The Mahabharata of Krishna-Dwaipayana Vyasa, Volume 1 eBook

This eBook from the Gutenberg Project consists of approximately 1,884 pages of information about The Mahabharata of Krishna-Dwaipayana Vyasa, Volume 1.
and preventing with difficulty the Pandavas from following him further on foot, gladly proceeded towards his own city, like Indra going towards Amravati.  Out of the love and affection they bore him, the Pandavas gazed on Krishna as long as he was within sight, and their minds also followed him when he got out of sight.  And Kesava of agreeable person soon disappeared from their sight, unsatiated though their minds were with looking at him.  Those bulls among men, the sons of Pritha, with minds fixed on Govinda, desisted (from following him further) and unwillingly returned to their own city in haste.  And Krishna in his car soon reached Dwaraka followed by that hero Satyaki.  Then Sauri, the son of Devaki, accompanied by his charioteer Daruka reached Dwaraka with the speed of Garuda.”

Vaisampayana continued,—­“Meanwhile king Yudhishthira of unfading glory, accompanied by his brothers and surrounded by friends, entered his excellent capital.  And that tiger among men, dismissing all his relatives, brothers, and sons, sought to make himself happy in the company of Draupadi.  And Kesava also, worshipped by the principal Yadavas including Ugrasena, entered with a happy heart his own excellent city.  And worshipping his old father and his illustrious mother, and saluting (his brother) Valadeva, he of eyes like lotus-petals took his seat.  Embracing Pradyumna, Shamva, Nishatha, Charudeshna, Gada, Aniruddha and Bhanu, and obtaining the leave of all the elderly men, Janardana entered the apartments of Rukmini.”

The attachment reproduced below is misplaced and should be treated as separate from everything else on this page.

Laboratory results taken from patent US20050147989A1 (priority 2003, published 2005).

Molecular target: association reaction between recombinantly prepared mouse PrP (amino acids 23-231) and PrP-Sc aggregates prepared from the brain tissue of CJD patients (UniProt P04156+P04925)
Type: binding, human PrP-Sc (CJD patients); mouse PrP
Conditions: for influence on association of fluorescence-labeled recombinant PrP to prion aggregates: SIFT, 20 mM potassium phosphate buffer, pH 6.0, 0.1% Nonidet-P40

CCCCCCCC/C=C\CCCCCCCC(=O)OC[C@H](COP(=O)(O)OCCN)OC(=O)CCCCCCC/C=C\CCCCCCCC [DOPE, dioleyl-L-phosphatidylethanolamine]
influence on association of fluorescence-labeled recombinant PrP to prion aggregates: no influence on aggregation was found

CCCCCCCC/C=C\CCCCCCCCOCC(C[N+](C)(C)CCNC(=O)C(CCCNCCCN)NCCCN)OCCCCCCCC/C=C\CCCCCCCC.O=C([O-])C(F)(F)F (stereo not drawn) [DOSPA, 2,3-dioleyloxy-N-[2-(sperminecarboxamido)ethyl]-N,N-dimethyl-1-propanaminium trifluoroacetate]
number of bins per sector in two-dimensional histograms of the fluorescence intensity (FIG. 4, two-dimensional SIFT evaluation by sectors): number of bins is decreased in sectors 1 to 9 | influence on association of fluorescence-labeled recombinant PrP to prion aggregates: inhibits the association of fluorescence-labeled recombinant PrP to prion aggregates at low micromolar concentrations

SECTION III

“Vaisampayana said,—­“Then Maya Danava addressed Arjuna, that foremost of successful warriors, saying,—­’I now go with thy leave, but shall come back soon.  On the north of the Kailasa peak near the mountains of Mainaka, while the Danavas were engaged in a sacrifice on the banks of Vindu lake, I gathered a huge quantity of delightful and variegated vanda (a kind of rough materials) composed of jewels and gems.  This was placed in the mansion of Vrishaparva ever devoted to truth.  If it be yet existing, I shall come back, O Bharata, with it.  I shall then commence the construction of the delightful palace of the Pandavas, which is to be adorned with every kind of gems and celebrated all over the world.  There is also, I think, O thou of the Kuru race, a fierce club placed in the lake Vindu by the King (of the Danavas) after slaughtering therewith all his foes in battle.  Besides being heavy and strong and variegated with golden knobs, it is capable of bearing great weight, and of slaying all foes, and is equal in strength unto an hundred thousand clubs.  It is a fit weapon for Bhima, even as the Gandiva is for thee.  There is also (in that lake) a large conch-shell called Devadatta of loud sound, that came from Varuna.  I shall no doubt give all these to thee.  Having spoken thus unto Partha, the Asura went away in a north-easterly direction.  On the north of Kailasa in the mountains

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The Mahabharata of Krishna-Dwaipayana Vyasa, Volume 1 from Project Gutenberg. Public domain.
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